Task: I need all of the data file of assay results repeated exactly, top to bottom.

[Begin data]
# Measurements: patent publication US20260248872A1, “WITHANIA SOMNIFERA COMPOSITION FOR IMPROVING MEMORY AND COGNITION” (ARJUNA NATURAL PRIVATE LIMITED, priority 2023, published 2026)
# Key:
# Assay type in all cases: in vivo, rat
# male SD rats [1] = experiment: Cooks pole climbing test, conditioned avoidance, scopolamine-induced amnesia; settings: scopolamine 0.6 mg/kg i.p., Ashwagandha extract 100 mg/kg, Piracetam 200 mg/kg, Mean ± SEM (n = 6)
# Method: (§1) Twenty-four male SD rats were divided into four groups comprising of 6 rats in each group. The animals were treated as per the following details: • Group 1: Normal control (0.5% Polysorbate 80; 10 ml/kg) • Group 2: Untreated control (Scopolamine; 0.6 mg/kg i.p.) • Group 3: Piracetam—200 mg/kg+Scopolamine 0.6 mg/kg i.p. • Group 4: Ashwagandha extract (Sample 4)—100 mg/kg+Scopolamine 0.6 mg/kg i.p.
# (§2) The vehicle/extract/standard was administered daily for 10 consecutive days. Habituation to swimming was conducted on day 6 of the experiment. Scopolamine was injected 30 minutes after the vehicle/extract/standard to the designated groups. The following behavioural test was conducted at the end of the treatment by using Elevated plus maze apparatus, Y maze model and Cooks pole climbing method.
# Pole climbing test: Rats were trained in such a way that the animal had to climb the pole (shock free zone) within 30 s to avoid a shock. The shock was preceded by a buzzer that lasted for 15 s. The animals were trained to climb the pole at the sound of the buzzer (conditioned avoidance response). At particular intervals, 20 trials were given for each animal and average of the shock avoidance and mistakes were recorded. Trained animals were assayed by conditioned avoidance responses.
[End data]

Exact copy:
# Measurements: patent publication US20260248872A1, “WITHANIA SOMNIFERA COMPOSITION FOR IMPROVING MEMORY AND COGNITION” (ARJUNA NATURAL PRIVATE LIMITED, priority 2023, published 2026)
# Key:
# Assay type in all cases: in vivo, rat
# male SD rats [1] = experiment: Cooks pole climbing test, conditioned avoidance, scopolamine-induced amnesia; settings: scopolamine 0.6 mg/kg i.p., Ashwagandha extract 100 mg/kg, Piracetam 200 mg/kg, Mean ± SEM (n = 6)
# Method: (§1) Twenty-four male SD rats were divided into four groups comprising of 6 rats in each group. The animals were treated as per the following details: • Group 1: Normal control (0.5% Polysorbate 80; 10 ml/kg) • Group 2: Untreated control (Scopolamine; 0.6 mg/kg i.p.) • Group 3: Piracetam—200 mg/kg+Scopolamine 0.6 mg/kg i.p. • Group 4: Ashwagandha extract (Sample 4)—100 mg/kg+Scopolamine 0.6 mg/kg i.p.
# (§2) The vehicle/extract/standard was administered daily for 10 consecutive days. Habituation to swimming was conducted on day 6 of the experiment. Scopolamine was injected 30 minutes after the vehicle/extract/standard to the designated groups. The following behavioural test was conducted at the end of the treatment by using Elevated plus maze apparatus, Y maze model and Cooks pole climbing method.
# Pole climbing test: Rats were trained in such a way that the animal had to climb the pole (shock free zone) within 30 s to avoid a shock. The shock was preceded by a buzzer that lasted for 15 s. The animals were trained to climb the pole at the sound of the buzzer (conditioned avoidance response). At particular intervals, 20 trials were given for each animal and average of the shock avoidance and mistakes were recorded. Trained animals were assayed by conditioned avoidance responses.